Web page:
PS I forgot to mention - none of this would have been possible but by the grace of God.  "What is impossible with men is possible with God." (Luke 18:27)  And we are continuing to rely on the grace of God to meet all our needs - including this vehicle expansion endeavor.  Thank you for joining with us in prayer!

16 November 2011

Of Preparations

Something I'm sure I've mentioned before, but bears repeating in order to understand this post: I love organizing.  I am terrible at keeping up with organization (thus the oft-referred-to battle against clutter in our home), but I love to start it.  I love checklists and, when I was younger, I adored creating packing lists for vacations - I would do so up to two or three months in advance, using vari-colored markers and even decorating them with stamps and drawings depicting our destination.  I was always most sad when I realized I would not be allowed to start packing the items on my list for a number of weeks.

I think, in a way, this obsessive need to plan ahead is my way of keeping in touch with something I'm so excited for that I just can't wait, but the calendar forces me to do so anyway.

This is the state in which I find myself as we approach the coming holiday.  This year will be the first Thanksgiving at home for Philip and I and we're blessed to be able to share the day with his family, as well.  I am stoked about creating our own holiday dishes and possibly discovering some new must-have recipes or family traditions.

Thus, in preparation, I have tracked down a recipe for every course of our meal - there are no short-cuts or boxed goods here, honey - and selected those with only the highest reviews (while still not being too complicated, either in ingredients or in preparation - I'm excited not psychotic).  I have created a spreadsheet detailing the ingredients necessary for each individual recipe (including one for using the leftover turkey the next day), as well as a master ingredient list to be sure I have everything on hand (it's easy to think you have what you need when reading over a recipe that calls for an egg or two, until you realize you need a total of ten eggs spread across your entire menu - quite a difference!).  In fact, I have already finished my shopping and have every item on my list safely stowed in my newly cleared refrigerator and pantry (though I understand the possibility of needing to re-stock a few basics within the next week) - minus the turkey, for which I am merely awaiting a gift check from The Pampered Chef (thank you, Mom!).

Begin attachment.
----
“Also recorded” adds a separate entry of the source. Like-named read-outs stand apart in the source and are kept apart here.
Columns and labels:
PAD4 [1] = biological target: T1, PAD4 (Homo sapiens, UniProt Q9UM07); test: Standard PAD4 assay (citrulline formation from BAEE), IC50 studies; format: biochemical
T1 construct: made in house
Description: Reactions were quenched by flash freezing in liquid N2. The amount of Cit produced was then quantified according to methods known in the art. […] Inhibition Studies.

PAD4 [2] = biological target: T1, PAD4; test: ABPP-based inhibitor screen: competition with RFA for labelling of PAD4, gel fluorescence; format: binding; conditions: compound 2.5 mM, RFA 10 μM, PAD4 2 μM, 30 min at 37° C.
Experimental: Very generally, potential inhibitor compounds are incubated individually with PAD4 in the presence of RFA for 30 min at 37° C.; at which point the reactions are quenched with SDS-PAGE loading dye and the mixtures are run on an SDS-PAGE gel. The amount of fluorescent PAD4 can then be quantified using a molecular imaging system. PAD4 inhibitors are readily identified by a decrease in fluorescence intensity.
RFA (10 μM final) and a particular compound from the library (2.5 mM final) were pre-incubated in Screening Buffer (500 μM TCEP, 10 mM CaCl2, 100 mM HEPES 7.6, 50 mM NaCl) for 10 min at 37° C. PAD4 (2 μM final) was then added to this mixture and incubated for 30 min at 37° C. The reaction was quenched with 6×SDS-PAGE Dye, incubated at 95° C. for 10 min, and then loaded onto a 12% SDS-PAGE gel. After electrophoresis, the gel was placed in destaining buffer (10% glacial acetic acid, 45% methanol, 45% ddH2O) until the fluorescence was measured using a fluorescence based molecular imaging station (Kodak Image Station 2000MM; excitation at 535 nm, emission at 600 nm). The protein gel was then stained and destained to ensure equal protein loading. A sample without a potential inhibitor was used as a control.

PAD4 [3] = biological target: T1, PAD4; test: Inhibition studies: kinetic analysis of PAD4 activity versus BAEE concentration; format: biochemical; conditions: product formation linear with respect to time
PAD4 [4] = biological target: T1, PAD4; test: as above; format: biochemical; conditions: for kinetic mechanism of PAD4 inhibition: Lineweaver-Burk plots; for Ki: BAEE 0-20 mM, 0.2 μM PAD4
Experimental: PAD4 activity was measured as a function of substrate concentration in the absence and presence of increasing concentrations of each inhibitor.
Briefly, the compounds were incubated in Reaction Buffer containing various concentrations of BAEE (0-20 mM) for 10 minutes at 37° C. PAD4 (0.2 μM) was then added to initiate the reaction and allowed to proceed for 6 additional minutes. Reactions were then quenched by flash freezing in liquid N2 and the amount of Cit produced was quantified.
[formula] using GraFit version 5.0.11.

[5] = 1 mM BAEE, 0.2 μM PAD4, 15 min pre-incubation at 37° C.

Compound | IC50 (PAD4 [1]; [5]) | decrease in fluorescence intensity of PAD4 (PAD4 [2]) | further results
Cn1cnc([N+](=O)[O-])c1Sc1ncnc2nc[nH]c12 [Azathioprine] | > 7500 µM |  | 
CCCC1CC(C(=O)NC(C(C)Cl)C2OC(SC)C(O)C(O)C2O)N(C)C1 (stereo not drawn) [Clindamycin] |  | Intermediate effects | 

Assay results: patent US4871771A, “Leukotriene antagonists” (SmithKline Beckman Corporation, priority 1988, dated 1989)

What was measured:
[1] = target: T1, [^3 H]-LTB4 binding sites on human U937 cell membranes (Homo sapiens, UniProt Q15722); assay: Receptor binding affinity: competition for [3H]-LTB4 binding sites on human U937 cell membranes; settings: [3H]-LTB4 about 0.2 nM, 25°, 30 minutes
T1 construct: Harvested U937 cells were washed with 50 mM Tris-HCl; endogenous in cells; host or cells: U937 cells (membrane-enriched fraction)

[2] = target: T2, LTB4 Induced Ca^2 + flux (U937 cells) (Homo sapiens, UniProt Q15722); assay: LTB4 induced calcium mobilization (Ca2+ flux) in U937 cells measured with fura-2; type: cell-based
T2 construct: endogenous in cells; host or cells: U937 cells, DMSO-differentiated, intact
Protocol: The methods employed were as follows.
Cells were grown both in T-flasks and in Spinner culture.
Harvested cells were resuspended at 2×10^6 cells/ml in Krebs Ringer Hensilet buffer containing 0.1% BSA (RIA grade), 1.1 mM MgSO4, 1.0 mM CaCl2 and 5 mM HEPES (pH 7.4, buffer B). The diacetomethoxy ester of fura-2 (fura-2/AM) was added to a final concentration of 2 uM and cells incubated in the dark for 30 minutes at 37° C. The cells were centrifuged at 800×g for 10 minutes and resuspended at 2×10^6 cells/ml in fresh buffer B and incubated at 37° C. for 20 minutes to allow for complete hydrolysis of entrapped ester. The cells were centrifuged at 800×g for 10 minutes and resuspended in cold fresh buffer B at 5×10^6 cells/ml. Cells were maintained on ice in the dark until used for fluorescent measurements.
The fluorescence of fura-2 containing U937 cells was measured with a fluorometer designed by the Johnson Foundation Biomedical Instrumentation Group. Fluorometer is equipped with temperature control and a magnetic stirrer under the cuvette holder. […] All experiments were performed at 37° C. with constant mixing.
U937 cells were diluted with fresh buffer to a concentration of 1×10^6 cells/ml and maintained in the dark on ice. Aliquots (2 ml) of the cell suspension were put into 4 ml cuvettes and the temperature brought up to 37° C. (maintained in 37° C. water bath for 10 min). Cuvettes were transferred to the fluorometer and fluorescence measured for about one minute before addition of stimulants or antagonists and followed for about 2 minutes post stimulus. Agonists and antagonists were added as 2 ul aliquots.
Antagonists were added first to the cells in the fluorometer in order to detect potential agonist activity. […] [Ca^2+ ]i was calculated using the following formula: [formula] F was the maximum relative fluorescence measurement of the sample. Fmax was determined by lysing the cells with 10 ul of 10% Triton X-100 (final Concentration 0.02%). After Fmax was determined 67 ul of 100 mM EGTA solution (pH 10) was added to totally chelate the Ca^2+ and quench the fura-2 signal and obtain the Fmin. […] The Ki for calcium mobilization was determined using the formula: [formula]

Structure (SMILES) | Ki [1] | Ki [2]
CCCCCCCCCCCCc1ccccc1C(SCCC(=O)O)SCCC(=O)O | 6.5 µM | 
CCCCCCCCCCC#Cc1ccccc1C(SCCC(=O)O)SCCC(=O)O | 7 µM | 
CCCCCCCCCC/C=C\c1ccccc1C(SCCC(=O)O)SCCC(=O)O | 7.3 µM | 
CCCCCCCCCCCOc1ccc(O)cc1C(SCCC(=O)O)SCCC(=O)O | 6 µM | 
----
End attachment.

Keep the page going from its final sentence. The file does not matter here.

Is it ridiculous?  Maybe. Anal?  Most definitely.

But you can just take this atypical Type A behavior as a mere sign of my anticipation of what's to come in a week - a day of cooking for my family on the biggest cooking day of the year.  Woohoo!

15 November 2011

Of the "Tree House"

We enjoyed the cloudy, yet beautiful, weather yesterday morning by trouncing, once again, to the back yard.  Only this time it had yet to rain, so the ground and, most importantly, the plastic tree house (I hesitate to call it that, because it might inspire grand visions of an exciting home atop our tree branches, when, sadly, it is simply a small plastic house squatting on the ground whose walls are molded to resemble a tree - not nearly as thrilling, but still fun for the wee ones), were dry.  This was Emmett's first experience in the little house and, while he spent most of his time simply sitting in it watching Sissy scamper about, he did really seem to enjoy it.  He even ventured down the tiny slide once or twice, but each time took a lot of motivating self-talk before he finally pushed his little booty down.  What a splendid morning.

Chillin' in the house.  
(PS This house used to sit on a cushy patch of grass - that has somehow turned to a mere dirt pit in the past year.  Isn't it lovely?)


Thinking about where to go next.

She's SO tall these days - she could even see through the peep-hole!

Enjoying the beautiful fall-ness of this morning.

13 November 2011

Of the Things They Say

Today, after their naps, Micaiah, at her cranky best, insisted she did not need to potty and declared, by yelling at her Momma, that she had already done so in her diaper.  Needing to deal with her equally cranky brother I calmly told her to go tell her Daddy what she had told me (so he could deal with her dirty duds while I handled Emmett's).  Thus, she turned in the direction of the living room, but suddenly stopped, turned, gave me the sweetest look and said, "Mommy, I'm sorry I yell at you."